The Constitution gives our three branches of government their separate responsibilities, with no one branch designed to have more power over the other two.
Judging from their job performances, Oklahoma Sen. Tom Coburn, as a member of the legislative branch, understands the supreme law of our land while Barack Obama, as the leader of the executive branch, can't quite get it.
We need look no farther than the sequestration showdown, a problem of this administration's own making which was designed to harness the out-of-control spending in the federal government. Obama is trying to use sequestration as a political vehicle for his short-term goal for higher taxes and more federal programs as well as a long-term political strategy to break down the Republicans in his second term. Last week's scare tactics of making us believe that the 2.3 percent reduction in the rate of government growth would mean less firefighters or border security agents and cuts in programs for the poor showed just how far this administration will go to further Obama's liberal agenda.
Sen. Coburn is one who sees through the political shenanigans and is not afraid to stand up against Obama's Chicago-style political machine. Each year Coburn presents a "Wastebook", which counters Obama liberal spending agenda.
Since sequestration hits the defense budget the hardest, Coburn cites a number of programs which the Pentagon can totally eliminate or at least reign in the spending. There are some crazy examples, including more than $1.5 million being spent by the Office of Naval Research's Foreign Comparative Testing (FCT) program to develop a new kind of beef jerky, and a 46-minute video called Grill It Safe that was created, in which "grill sergeants" show off their own favorite recipes.
Whether you're a Star Trek fan or not, the fact that $1 million was spent on developing a plan to send a space ship to another solar system should grab attention, including a $21,000 gift from the Pentagon to help the 100-Year Starship organization host a September symposium for interstellar discussion. Those attending the 'intergalactic gala celebration, featuring former Trekkies Levar Burton and Nichelle Nichols, needed to wear 'starship cocktail attire.'"
The dozens of government programs that serve the same purpose make up what Coburn calls a "duplication nation." The Government Accountability Office reports that "tens of billions of dollars" are wasted on duplicate and redundant programs, often spread across agencies.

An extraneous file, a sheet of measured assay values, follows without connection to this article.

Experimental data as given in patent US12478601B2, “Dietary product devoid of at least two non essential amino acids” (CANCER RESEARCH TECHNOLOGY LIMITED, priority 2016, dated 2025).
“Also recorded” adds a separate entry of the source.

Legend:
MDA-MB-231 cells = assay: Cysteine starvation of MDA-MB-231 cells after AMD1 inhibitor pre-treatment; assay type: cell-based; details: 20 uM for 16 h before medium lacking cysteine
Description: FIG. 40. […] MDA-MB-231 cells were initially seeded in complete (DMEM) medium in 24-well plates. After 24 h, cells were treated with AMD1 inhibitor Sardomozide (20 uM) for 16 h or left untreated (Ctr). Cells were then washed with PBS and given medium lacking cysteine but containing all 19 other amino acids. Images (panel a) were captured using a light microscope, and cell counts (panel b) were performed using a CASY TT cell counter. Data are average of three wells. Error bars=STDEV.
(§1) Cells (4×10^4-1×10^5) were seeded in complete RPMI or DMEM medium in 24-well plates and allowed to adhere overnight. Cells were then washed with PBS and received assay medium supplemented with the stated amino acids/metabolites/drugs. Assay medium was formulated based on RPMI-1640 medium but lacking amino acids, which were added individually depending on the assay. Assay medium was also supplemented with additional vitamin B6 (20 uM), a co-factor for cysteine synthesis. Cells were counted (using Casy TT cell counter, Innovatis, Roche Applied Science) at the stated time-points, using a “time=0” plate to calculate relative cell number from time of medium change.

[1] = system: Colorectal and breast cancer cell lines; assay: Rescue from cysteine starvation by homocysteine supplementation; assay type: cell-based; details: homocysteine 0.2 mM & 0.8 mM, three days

Because the Department of Defense and other national programs are grouped together, it often masks the waste being distributed between many different agencies. Because the cuts can be re-directed to hit the most popular or essential services that each agency provides, Obama portrays each as being a victim of prospective cuts.
Coburn penned a letter to the Department of Defense concerning the $85 billion being slashed that many warn can weaken our national defense. Rather than furloughing essential personnel, Coburn said the agency could eliminate other unnecessary jobs that have little if anything to do with defense.
He also points out that DOD spent more than $6 billion on questionable, duplicative and unnecessary research through its various research agencies, including $5.2 million to determine what lessons about democracy and social decision-making could be learned from fish as well as a grant which resulted in an iPhone app to alert users when to take a coffee break.
Before furloughing essential personnel who support our troops or compromising our readiness, Cobrun encourages DOD to consider eliminating or at least reducing some of these nutty, non-defense related projects.
Coburn offers some sound judgment, something we need more of these days, especially from the oval office of the president.
By Jim Zbick